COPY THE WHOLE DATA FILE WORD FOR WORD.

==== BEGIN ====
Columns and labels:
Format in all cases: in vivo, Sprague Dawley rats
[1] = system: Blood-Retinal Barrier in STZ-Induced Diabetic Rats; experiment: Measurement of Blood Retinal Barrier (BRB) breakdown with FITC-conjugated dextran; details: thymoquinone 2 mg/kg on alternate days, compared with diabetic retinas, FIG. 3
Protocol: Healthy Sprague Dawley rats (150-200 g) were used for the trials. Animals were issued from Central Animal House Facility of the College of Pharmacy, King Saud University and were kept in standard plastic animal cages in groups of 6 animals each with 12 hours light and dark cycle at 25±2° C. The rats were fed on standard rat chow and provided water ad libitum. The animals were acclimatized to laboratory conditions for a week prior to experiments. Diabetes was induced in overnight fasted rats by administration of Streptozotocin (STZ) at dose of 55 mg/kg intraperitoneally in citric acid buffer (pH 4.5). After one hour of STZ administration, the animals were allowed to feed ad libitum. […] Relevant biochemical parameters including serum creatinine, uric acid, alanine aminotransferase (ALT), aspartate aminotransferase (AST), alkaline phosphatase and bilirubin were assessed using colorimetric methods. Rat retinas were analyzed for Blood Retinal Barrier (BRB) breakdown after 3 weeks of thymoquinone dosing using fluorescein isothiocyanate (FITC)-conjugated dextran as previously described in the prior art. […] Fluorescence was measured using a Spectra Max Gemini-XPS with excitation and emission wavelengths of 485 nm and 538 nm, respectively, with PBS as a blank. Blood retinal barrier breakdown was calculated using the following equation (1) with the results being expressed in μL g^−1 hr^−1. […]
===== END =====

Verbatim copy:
Columns and labels:
Format in all cases: in vivo, Sprague Dawley rats
[1] = system: Blood-Retinal Barrier in STZ-Induced Diabetic Rats; experiment: Measurement of Blood Retinal Barrier (BRB) breakdown with FITC-conjugated dextran; details: thymoquinone 2 mg/kg on alternate days, compared with diabetic retinas, FIG. 3
Protocol: Healthy Sprague Dawley rats (150-200 g) were used for the trials. Animals were issued from Central Animal House Facility of the College of Pharmacy, King Saud University and were kept in standard plastic animal cages in groups of 6 animals each with 12 hours light and dark cycle at 25±2° C. The rats were fed on standard rat chow and provided water ad libitum. The animals were acclimatized to laboratory conditions for a week prior to experiments. Diabetes was induced in overnight fasted rats by administration of Streptozotocin (STZ) at dose of 55 mg/kg intraperitoneally in citric acid buffer (pH 4.5). After one hour of STZ administration, the animals were allowed to feed ad libitum. […] Relevant biochemical parameters including serum creatinine, uric acid, alanine aminotransferase (ALT), aspartate aminotransferase (AST), alkaline phosphatase and bilirubin were assessed using colorimetric methods. Rat retinas were analyzed for Blood Retinal Barrier (BRB) breakdown after 3 weeks of thymoquinone dosing using fluorescein isothiocyanate (FITC)-conjugated dextran as previously described in the prior art. […] Fluorescence was measured using a Spectra Max Gemini-XPS with excitation and emission wavelengths of 485 nm and 538 nm, respectively, with PBS as a blank. Blood retinal barrier breakdown was calculated using the following equation (1) with the results being expressed in μL g^−1 hr^−1. […]